This obscured complexity and multiplicity is the exigence for Barnett’s “rhetorical realism,” which is “a set of existential commitments, whether stated or unstated, that situate understandings of rhetoric in relation to mind-independent realities and the limits of our abilities to know that reality” (13). The relationship between epistemological and ontological realism is complex because they are set in “differing configurations depending on the needs and mentalities of a given historical epoch” (13). “Realism” in ancient Athens is not the same as “realism” in 17th century England or 18th century Prussia, nor is it the same “realism” for us now, Barnett argues.
Barnett examines three places where the relationship between rhetoric, reality, and realism is sorted out in different ways: Aristotle and his intertwining intellectual corpus, including both Rhetoric and Metaphysics (Chapter 2); Bishop John Wilkins, member of the Royal Society and one of many who attempted to create a universal language (Chapter 3); and Immanuel Kant, whose transcendental idealism radically shifted philosophy’s focus from the “objective” world to the workings of the “subjective” mind (Chapter 4). For each of these figures, there is a traditional “entirely too convincing” reading that conceals how these thinkers carefully negotiated relationships between rhetoric and reality in their own time and work (80). In response, Barnett “reads against the grain” to interrogate rhetoric’s realist commitments in each of these rhetorical realisms. That is, he ends up revealing the different ways that epistemological and ontological realisms fold, split, and work together, even when a particular realism emphasizes one over the other. Rhetoric has always been realist.
Barnett begins with Aristotle, in whose work phusis (nature) and techne (art) are traditionally read as opposing concepts. On one side, there are eternal invariable beings subject to knowledge (episteme), philosophy (sophia), and intelligence (nous); and on the other side are contingent beings, capable of being otherwise, that are engaged with in techne and practical knowledge. While the former are self-moving, the latter require a mover, a human agent. This traditional reading is exemplified, for me, in the notion of the enthymeme as an “incomplete” syllogism, a lesser/rhetorical version of a more privileged/philosophical term. Indeed, the syllogism can stand alone, but the enthymeme requires the human audience’s participation in their own persuasion by “filling in the gap” with their own beliefs and attitudes (doxa).
Barnett, however, uses Heidegger to read Aristotle more widely, beyond the Rhetoric, to give his readers a more nuanced understanding wherein phusis and techne are not opposed, nor equivalent, but rather have “a shared connection to dunamis” (“potential to be otherwise”) and a shared relation to kinesis (movement), even if natural things and artifacts move differently (85). Outlining how phusis is more contingent than traditionally thought, Barnett also shows techne to be more object-oriented as well: “Just like the metaphysician, homebuilder, or cabinetmaker, the master rhetor must have awareness of the being of beings, of the ways the wooden ships of an opposing army will respond to the country’s seasonal temperature changes or how the architectural features of an assembly hall will affect the tenor of one’s deliberative speech” (88). While the traditional reading falls squarely along human and non-human lines (epistemological), Barnett’s ontological reading illustrates that “to be rhetorical is to already be in the world and have an attunement to other beings” (95-96).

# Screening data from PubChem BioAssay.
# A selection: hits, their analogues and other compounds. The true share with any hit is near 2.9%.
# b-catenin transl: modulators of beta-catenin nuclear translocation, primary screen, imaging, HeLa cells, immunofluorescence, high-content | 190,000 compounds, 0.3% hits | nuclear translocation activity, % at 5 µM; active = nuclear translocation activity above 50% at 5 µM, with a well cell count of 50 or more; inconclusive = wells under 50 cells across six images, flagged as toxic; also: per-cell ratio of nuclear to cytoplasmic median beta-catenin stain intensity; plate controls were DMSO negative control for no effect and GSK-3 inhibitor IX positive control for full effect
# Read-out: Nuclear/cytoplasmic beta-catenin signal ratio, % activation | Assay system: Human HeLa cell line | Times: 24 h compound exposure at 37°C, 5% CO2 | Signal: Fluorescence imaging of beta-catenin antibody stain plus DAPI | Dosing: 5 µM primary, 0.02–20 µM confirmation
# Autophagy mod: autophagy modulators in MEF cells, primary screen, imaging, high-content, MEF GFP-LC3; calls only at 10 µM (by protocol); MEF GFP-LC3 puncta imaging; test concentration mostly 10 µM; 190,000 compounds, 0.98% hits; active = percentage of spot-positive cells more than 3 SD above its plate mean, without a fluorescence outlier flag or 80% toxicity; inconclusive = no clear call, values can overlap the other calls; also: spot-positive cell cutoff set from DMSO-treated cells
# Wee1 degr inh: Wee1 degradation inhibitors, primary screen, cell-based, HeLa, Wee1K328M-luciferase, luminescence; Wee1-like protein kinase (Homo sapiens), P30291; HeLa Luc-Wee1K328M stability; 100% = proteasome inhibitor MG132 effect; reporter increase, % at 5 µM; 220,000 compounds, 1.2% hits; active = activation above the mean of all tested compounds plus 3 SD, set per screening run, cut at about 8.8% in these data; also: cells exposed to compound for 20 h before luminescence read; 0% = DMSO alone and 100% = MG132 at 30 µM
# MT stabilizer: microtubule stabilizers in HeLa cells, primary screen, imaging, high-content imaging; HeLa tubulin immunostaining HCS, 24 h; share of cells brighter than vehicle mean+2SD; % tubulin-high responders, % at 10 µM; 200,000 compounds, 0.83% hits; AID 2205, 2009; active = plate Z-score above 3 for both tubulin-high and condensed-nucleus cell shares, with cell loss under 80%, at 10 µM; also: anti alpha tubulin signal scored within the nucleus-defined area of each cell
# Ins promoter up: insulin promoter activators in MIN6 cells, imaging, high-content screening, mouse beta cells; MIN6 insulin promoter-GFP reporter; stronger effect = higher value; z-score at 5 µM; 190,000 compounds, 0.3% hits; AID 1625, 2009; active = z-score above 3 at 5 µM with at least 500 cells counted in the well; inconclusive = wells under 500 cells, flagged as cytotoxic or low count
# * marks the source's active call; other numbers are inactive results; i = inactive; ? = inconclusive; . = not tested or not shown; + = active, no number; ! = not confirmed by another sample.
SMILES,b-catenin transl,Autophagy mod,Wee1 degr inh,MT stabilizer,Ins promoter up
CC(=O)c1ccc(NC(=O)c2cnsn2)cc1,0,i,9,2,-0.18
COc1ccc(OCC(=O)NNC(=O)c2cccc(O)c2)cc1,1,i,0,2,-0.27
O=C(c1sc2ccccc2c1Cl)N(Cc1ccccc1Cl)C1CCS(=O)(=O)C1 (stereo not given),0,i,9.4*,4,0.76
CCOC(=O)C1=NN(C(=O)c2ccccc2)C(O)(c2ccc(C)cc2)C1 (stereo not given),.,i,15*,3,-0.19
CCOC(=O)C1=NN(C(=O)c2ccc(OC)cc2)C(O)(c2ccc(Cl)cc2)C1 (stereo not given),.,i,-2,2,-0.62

In Chapter 3, Barnett turns to Bishop John Wilkins, whose 1668 Essay Towards a Real Character, and a Philosophical Language takes up Aristotle’s system to construct a universal language. In a period traditionally characterized by Ramus’s reduction of rhetoric to style, Wilkins’s project was one of many that attempted to create a “fixed, orderly, and arguably, more universal” language in order to “bring an end to the curse of Babel” (Barnett 104). Reading against the grain, Barnett argues that the 17th-century emphasis on “plain style” was not “anti-rhetorical,” but rather an attempt “to redefine rhetoric to better suit the realist paradigm of the age,” which was Bacon’s natural science, an epistemological realism requiring clear communication (105). Relying on a Correspondence theory of Truth, early modern epistemological realism sought to put words into better relation with the new scientific understanding of the world.
However, Barnett argues that for Wilkins, such an epistemological realism also bore “an accompanying concern with the ontological status of objects and language itself” (Barnett 105, emphasis added). Rather than rejecting rhetoric, Wilkins’s “distinctly rhetorical project [was] designed to cultivate new understandings of the relations between symbols and things” by beginning from an Aristotelian focus on the being of beings, as seen in the Porphyrian Tree (115). Wilkins’s project actually requires “prerequisite understanding of the ontological status of things and concepts,” not just what they are in themselves but also how they are different from and related to others (131).
While ultimately failing to be complete or practicable, Barnett reveals that Wilkins’s project intertwines epistemological realist investments in R2 Correspondence with an ontological realist recognition “that language is not only an instrument for representing concepts in the world but has a material weight of its own that precedes understanding and that establishes the conditions of possibility for rhetorical action” (Barnett 134). The real failure is Wilkins’s epistemological presumption that “one can master and control language” (134). Articulating a common yet profound experience for writers, Barnett relates that “language resists us at times, it withdraws from our grasp, and it sometimes acts in ways we cannot always predict or control” (134). Language is as much an Independent thing as the things language attempts to represent.